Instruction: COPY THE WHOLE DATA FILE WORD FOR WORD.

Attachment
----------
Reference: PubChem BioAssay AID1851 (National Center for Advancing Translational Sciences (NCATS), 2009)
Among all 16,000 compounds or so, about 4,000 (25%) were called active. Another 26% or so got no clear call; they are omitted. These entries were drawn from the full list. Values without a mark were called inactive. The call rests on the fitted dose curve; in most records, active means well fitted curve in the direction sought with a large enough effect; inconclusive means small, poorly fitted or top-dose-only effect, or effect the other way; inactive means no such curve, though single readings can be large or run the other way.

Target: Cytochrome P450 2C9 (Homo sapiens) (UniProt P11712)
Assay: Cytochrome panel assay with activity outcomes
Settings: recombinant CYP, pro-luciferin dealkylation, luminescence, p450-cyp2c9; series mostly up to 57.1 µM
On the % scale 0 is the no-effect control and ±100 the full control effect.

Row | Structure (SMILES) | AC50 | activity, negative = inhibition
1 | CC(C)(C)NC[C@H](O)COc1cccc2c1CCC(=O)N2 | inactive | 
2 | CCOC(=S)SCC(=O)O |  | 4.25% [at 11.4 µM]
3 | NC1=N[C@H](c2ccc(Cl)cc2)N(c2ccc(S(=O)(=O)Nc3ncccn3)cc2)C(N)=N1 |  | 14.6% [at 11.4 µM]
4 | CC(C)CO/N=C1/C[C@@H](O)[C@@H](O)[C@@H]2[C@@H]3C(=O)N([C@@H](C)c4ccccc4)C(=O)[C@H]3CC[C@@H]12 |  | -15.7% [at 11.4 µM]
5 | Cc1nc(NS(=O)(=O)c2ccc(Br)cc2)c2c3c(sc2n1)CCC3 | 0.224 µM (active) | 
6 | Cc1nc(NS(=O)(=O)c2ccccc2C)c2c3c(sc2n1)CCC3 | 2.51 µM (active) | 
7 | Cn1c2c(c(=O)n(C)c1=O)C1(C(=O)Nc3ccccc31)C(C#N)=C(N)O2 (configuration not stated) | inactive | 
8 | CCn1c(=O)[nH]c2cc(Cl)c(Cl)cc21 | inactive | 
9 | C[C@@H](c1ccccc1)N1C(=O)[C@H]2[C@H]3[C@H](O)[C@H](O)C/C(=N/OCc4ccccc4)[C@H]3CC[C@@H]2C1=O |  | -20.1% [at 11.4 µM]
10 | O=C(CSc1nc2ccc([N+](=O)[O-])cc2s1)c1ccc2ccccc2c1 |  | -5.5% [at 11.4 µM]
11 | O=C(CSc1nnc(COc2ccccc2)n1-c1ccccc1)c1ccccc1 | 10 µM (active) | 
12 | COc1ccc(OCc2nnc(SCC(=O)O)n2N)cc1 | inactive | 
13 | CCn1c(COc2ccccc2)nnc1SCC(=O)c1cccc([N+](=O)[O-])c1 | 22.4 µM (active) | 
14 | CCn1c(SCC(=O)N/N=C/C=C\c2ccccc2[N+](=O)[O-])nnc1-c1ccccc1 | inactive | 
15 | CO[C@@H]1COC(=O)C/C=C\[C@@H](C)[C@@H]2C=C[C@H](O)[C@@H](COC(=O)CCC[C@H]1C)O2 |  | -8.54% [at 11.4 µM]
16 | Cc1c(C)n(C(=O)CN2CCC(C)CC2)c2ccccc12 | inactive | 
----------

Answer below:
Reference: PubChem BioAssay AID1851 (National Center for Advancing Translational Sciences (NCATS), 2009)
Among all 16,000 compounds or so, about 4,000 (25%) were called active. Another 26% or so got no clear call; they are omitted. These entries were drawn from the full list. Values without a mark were called inactive. The call rests on the fitted dose curve; in most records, active means well fitted curve in the direction sought with a large enough effect; inconclusive means small, poorly fitted or top-dose-only effect, or effect the other way; inactive means no such curve, though single readings can be large or run the other way.

Target: Cytochrome P450 2C9 (Homo sapiens) (UniProt P11712)
Assay: Cytochrome panel assay with activity outcomes
Settings: recombinant CYP, pro-luciferin dealkylation, luminescence, p450-cyp2c9; series mostly up to 57.1 µM
On the % scale 0 is the no-effect control and ±100 the full control effect.

Row | Structure (SMILES) | AC50 | activity, negative = inhibition
1 | CC(C)(C)NC[C@H](O)COc1cccc2c1CCC(=O)N2 | inactive | 
2 | CCOC(=S)SCC(=O)O |  | 4.25% [at 11.4 µM]
3 | NC1=N[C@H](c2ccc(Cl)cc2)N(c2ccc(S(=O)(=O)Nc3ncccn3)cc2)C(N)=N1 |  | 14.6% [at 11.4 µM]
4 | CC(C)CO/N=C1/C[C@@H](O)[C@@H](O)[C@@H]2[C@@H]3C(=O)N([C@@H](C)c4ccccc4)C(=O)[C@H]3CC[C@@H]12 |  | -15.7% [at 11.4 µM]
5 | Cc1nc(NS(=O)(=O)c2ccc(Br)cc2)c2c3c(sc2n1)CCC3 | 0.224 µM (active) | 
6 | Cc1nc(NS(=O)(=O)c2ccccc2C)c2c3c(sc2n1)CCC3 | 2.51 µM (active) | 
7 | Cn1c2c(c(=O)n(C)c1=O)C1(C(=O)Nc3ccccc31)C(C#N)=C(N)O2 (configuration not stated) | inactive | 
8 | CCn1c(=O)[nH]c2cc(Cl)c(Cl)cc21 | inactive | 
9 | C[C@@H](c1ccccc1)N1C(=O)[C@H]2[C@H]3[C@H](O)[C@H](O)C/C(=N/OCc4ccccc4)[C@H]3CC[C@@H]2C1=O |  | -20.1% [at 11.4 µM]
10 | O=C(CSc1nc2ccc([N+](=O)[O-])cc2s1)c1ccc2ccccc2c1 |  | -5.5% [at 11.4 µM]
11 | O=C(CSc1nnc(COc2ccccc2)n1-c1ccccc1)c1ccccc1 | 10 µM (active) | 
12 | COc1ccc(OCc2nnc(SCC(=O)O)n2N)cc1 | inactive | 
13 | CCn1c(COc2ccccc2)nnc1SCC(=O)c1cccc([N+](=O)[O-])c1 | 22.4 µM (active) | 
14 | CCn1c(SCC(=O)N/N=C/C=C\c2ccccc2[N+](=O)[O-])nnc1-c1ccccc1 | inactive | 
15 | CO[C@@H]1COC(=O)C/C=C\[C@@H](C)[C@@H]2C=C[C@H](O)[C@@H](COC(=O)CCC[C@H]1C)O2 |  | -8.54% [at 11.4 µM]
16 | Cc1c(C)n(C(=O)CN2CCC(C)CC2)c2ccccc12 | inactive | 